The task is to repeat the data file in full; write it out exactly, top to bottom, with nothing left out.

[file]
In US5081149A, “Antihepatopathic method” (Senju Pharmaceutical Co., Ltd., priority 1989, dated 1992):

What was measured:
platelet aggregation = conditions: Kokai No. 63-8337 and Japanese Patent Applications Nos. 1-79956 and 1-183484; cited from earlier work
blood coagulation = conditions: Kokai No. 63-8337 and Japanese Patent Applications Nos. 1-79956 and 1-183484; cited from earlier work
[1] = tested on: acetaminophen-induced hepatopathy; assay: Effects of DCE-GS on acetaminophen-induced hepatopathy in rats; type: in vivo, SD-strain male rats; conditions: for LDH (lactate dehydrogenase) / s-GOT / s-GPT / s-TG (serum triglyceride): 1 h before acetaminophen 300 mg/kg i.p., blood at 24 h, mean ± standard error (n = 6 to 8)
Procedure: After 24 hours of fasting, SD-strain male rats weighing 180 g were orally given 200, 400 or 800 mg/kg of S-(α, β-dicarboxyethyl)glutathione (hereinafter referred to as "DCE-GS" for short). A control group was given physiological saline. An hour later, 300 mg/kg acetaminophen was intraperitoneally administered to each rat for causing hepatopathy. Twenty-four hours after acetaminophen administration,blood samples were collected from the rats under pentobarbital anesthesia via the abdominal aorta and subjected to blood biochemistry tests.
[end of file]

In US5081149A, “Antihepatopathic method” (Senju Pharmaceutical Co., Ltd., priority 1989, dated 1992):

What was measured:
platelet aggregation = conditions: Kokai No. 63-8337 and Japanese Patent Applications Nos. 1-79956 and 1-183484; cited from earlier work
blood coagulation = conditions: Kokai No. 63-8337 and Japanese Patent Applications Nos. 1-79956 and 1-183484; cited from earlier work
[1] = tested on: acetaminophen-induced hepatopathy; assay: Effects of DCE-GS on acetaminophen-induced hepatopathy in rats; type: in vivo, SD-strain male rats; conditions: for LDH (lactate dehydrogenase) / s-GOT / s-GPT / s-TG (serum triglyceride): 1 h before acetaminophen 300 mg/kg i.p., blood at 24 h, mean ± standard error (n = 6 to 8)
Procedure: After 24 hours of fasting, SD-strain male rats weighing 180 g were orally given 200, 400 or 800 mg/kg of S-(α, β-dicarboxyethyl)glutathione (hereinafter referred to as "DCE-GS" for short). A control group was given physiological saline. An hour later, 300 mg/kg acetaminophen was intraperitoneally administered to each rat for causing hepatopathy. Twenty-four hours after acetaminophen administration,blood samples were collected from the rats under pentobarbital anesthesia via the abdominal aorta and subjected to blood biochemistry tests.